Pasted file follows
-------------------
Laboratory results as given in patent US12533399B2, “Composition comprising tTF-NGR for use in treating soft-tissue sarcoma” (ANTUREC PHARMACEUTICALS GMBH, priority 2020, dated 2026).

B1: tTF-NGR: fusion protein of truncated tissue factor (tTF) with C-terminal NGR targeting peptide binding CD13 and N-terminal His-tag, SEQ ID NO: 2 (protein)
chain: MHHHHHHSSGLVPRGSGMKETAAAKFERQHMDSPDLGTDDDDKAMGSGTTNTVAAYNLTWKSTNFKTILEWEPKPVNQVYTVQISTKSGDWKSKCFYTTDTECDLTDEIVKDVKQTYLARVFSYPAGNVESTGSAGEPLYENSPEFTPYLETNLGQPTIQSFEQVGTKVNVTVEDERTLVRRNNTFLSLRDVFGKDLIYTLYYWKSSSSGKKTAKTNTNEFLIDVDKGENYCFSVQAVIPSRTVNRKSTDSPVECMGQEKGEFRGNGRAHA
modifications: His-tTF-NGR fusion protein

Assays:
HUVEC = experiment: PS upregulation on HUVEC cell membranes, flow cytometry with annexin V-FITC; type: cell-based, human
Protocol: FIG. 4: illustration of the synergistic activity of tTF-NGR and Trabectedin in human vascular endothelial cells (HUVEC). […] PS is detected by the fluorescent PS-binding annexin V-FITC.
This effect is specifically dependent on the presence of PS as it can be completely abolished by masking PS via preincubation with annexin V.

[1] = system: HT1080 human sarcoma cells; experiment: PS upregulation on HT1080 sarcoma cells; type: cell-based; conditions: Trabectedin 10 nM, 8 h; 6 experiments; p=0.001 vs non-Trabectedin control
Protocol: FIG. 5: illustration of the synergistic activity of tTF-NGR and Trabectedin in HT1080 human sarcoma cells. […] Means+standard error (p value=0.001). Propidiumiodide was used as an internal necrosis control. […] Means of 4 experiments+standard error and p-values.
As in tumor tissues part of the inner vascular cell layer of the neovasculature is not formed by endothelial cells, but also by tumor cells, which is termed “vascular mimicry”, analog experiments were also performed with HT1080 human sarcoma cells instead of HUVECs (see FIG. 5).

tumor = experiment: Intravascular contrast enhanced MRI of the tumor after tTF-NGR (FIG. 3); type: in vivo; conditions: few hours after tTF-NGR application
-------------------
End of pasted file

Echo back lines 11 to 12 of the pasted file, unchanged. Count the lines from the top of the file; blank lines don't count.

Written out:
As in tumor tissues part of the inner vascular cell layer of the neovasculature is not formed by endothelial cells, but also by tumor cells, which is termed “vascular mimicry”, analog experiments were also performed with HT1080 human sarcoma cells instead of HUVECs (see FIG. 5).

tumor = experiment: Intravascular contrast enhanced MRI of the tumor after tTF-NGR (FIG. 3); type: in vivo; conditions: few hours after tTF-NGR application